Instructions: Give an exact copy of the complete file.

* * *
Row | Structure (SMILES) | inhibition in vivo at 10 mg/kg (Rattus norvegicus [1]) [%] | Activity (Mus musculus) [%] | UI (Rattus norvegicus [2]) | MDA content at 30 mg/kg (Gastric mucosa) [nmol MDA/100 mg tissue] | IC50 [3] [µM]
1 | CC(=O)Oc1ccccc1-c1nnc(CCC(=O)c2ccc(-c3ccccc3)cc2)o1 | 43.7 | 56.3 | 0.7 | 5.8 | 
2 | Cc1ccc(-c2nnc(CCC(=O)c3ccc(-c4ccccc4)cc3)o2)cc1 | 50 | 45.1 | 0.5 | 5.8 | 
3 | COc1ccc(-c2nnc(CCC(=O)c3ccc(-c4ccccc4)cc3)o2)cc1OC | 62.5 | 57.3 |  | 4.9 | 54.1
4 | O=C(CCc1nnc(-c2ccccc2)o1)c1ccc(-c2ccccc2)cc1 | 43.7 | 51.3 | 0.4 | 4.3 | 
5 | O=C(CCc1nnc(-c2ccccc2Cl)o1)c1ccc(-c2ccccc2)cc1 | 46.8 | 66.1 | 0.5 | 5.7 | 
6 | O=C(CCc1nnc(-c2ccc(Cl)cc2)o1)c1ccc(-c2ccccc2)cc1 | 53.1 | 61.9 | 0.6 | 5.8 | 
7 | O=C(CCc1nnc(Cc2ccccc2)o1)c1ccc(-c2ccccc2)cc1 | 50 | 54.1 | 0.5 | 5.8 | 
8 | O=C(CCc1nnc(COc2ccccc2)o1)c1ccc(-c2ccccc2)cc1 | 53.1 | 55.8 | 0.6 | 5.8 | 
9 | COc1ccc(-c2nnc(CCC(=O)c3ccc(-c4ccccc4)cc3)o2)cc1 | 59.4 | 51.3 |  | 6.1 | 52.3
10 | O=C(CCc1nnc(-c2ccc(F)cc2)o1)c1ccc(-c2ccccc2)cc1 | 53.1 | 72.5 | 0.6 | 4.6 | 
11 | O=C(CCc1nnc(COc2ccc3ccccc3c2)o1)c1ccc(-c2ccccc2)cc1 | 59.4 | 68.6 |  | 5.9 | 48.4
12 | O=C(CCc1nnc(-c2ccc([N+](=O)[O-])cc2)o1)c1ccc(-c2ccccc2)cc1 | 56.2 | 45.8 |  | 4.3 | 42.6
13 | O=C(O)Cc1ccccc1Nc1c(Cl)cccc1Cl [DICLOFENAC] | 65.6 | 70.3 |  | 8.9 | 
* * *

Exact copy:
Row | Structure (SMILES) | inhibition in vivo at 10 mg/kg (Rattus norvegicus [1]) [%] | Activity (Mus musculus) [%] | UI (Rattus norvegicus [2]) | MDA content at 30 mg/kg (Gastric mucosa) [nmol MDA/100 mg tissue] | IC50 [3] [µM]
1 | CC(=O)Oc1ccccc1-c1nnc(CCC(=O)c2ccc(-c3ccccc3)cc2)o1 | 43.7 | 56.3 | 0.7 | 5.8 | 
2 | Cc1ccc(-c2nnc(CCC(=O)c3ccc(-c4ccccc4)cc3)o2)cc1 | 50 | 45.1 | 0.5 | 5.8 | 
3 | COc1ccc(-c2nnc(CCC(=O)c3ccc(-c4ccccc4)cc3)o2)cc1OC | 62.5 | 57.3 |  | 4.9 | 54.1
4 | O=C(CCc1nnc(-c2ccccc2)o1)c1ccc(-c2ccccc2)cc1 | 43.7 | 51.3 | 0.4 | 4.3 | 
5 | O=C(CCc1nnc(-c2ccccc2Cl)o1)c1ccc(-c2ccccc2)cc1 | 46.8 | 66.1 | 0.5 | 5.7 | 
6 | O=C(CCc1nnc(-c2ccc(Cl)cc2)o1)c1ccc(-c2ccccc2)cc1 | 53.1 | 61.9 | 0.6 | 5.8 | 
7 | O=C(CCc1nnc(Cc2ccccc2)o1)c1ccc(-c2ccccc2)cc1 | 50 | 54.1 | 0.5 | 5.8 | 
8 | O=C(CCc1nnc(COc2ccccc2)o1)c1ccc(-c2ccccc2)cc1 | 53.1 | 55.8 | 0.6 | 5.8 | 
9 | COc1ccc(-c2nnc(CCC(=O)c3ccc(-c4ccccc4)cc3)o2)cc1 | 59.4 | 51.3 |  | 6.1 | 52.3
10 | O=C(CCc1nnc(-c2ccc(F)cc2)o1)c1ccc(-c2ccccc2)cc1 | 53.1 | 72.5 | 0.6 | 4.6 | 
11 | O=C(CCc1nnc(COc2ccc3ccccc3c2)o1)c1ccc(-c2ccccc2)cc1 | 59.4 | 68.6 |  | 5.9 | 48.4
12 | O=C(CCc1nnc(-c2ccc([N+](=O)[O-])cc2)o1)c1ccc(-c2ccccc2)cc1 | 56.2 | 45.8 |  | 4.3 | 42.6
13 | O=C(O)Cc1ccccc1Nc1c(Cl)cccc1Cl [DICLOFENAC] | 65.6 | 70.3 |  | 8.9 | 